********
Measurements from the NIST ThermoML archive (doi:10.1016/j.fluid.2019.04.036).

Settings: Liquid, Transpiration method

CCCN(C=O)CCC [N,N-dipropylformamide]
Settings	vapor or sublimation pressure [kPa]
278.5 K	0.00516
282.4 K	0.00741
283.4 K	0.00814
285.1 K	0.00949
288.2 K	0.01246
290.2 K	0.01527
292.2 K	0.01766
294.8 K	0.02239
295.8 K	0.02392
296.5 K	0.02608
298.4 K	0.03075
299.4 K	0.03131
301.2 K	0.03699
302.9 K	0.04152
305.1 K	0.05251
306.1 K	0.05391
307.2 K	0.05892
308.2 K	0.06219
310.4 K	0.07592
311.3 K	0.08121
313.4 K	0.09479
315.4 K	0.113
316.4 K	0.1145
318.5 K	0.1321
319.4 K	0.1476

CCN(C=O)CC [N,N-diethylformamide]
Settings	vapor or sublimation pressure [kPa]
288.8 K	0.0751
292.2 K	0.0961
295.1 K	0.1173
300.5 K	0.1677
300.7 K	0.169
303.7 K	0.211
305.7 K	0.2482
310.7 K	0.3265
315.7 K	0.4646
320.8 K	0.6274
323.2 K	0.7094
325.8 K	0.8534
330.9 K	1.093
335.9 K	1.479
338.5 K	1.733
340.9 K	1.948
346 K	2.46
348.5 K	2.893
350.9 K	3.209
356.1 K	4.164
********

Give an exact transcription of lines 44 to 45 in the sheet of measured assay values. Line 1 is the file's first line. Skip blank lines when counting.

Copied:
330.9 K	1.093
335.9 K	1.479